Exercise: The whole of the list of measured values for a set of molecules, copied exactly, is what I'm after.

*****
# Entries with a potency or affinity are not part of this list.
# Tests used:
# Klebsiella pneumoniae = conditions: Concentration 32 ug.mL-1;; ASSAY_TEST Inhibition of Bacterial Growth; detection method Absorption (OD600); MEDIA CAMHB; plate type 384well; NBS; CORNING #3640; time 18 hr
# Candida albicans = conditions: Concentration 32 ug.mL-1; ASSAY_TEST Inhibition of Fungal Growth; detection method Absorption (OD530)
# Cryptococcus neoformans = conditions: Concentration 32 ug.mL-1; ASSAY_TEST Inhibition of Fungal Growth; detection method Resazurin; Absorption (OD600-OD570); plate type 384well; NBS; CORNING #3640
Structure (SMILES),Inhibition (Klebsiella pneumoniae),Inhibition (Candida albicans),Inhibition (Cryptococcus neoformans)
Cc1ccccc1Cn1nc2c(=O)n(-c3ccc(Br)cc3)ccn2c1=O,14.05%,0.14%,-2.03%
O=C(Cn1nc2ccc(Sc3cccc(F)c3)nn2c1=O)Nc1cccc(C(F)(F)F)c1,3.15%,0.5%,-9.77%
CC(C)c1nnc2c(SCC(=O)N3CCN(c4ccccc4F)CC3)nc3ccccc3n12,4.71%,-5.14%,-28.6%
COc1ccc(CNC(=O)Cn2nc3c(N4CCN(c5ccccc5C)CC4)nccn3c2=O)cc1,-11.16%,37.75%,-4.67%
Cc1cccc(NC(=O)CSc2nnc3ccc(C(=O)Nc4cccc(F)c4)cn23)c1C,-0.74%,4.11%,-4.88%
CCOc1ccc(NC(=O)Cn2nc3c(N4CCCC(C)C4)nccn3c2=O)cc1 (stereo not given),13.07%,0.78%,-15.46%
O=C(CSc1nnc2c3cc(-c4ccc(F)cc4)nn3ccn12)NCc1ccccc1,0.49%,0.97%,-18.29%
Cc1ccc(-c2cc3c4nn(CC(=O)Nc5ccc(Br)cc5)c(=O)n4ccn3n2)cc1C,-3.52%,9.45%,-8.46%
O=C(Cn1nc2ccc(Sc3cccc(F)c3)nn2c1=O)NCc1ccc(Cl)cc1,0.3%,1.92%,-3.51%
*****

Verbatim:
# Entries with a potency or affinity are not part of this list.
# Tests used:
# Klebsiella pneumoniae = conditions: Concentration 32 ug.mL-1;; ASSAY_TEST Inhibition of Bacterial Growth; detection method Absorption (OD600); MEDIA CAMHB; plate type 384well; NBS; CORNING #3640; time 18 hr
# Candida albicans = conditions: Concentration 32 ug.mL-1; ASSAY_TEST Inhibition of Fungal Growth; detection method Absorption (OD530)
# Cryptococcus neoformans = conditions: Concentration 32 ug.mL-1; ASSAY_TEST Inhibition of Fungal Growth; detection method Resazurin; Absorption (OD600-OD570); plate type 384well; NBS; CORNING #3640
Structure (SMILES),Inhibition (Klebsiella pneumoniae),Inhibition (Candida albicans),Inhibition (Cryptococcus neoformans)
Cc1ccccc1Cn1nc2c(=O)n(-c3ccc(Br)cc3)ccn2c1=O,14.05%,0.14%,-2.03%
O=C(Cn1nc2ccc(Sc3cccc(F)c3)nn2c1=O)Nc1cccc(C(F)(F)F)c1,3.15%,0.5%,-9.77%
CC(C)c1nnc2c(SCC(=O)N3CCN(c4ccccc4F)CC3)nc3ccccc3n12,4.71%,-5.14%,-28.6%
COc1ccc(CNC(=O)Cn2nc3c(N4CCN(c5ccccc5C)CC4)nccn3c2=O)cc1,-11.16%,37.75%,-4.67%
Cc1cccc(NC(=O)CSc2nnc3ccc(C(=O)Nc4cccc(F)c4)cn23)c1C,-0.74%,4.11%,-4.88%
CCOc1ccc(NC(=O)Cn2nc3c(N4CCCC(C)C4)nccn3c2=O)cc1 (stereo not given),13.07%,0.78%,-15.46%
O=C(CSc1nnc2c3cc(-c4ccc(F)cc4)nn3ccn12)NCc1ccccc1,0.49%,0.97%,-18.29%
Cc1ccc(-c2cc3c4nn(CC(=O)Nc5ccc(Br)cc5)c(=O)n4ccn3n2)cc1C,-3.52%,9.45%,-8.46%
O=C(Cn1nc2ccc(Sc3cccc(F)c3)nn2c1=O)NCc1ccc(Cl)cc1,0.3%,1.92%,-3.51%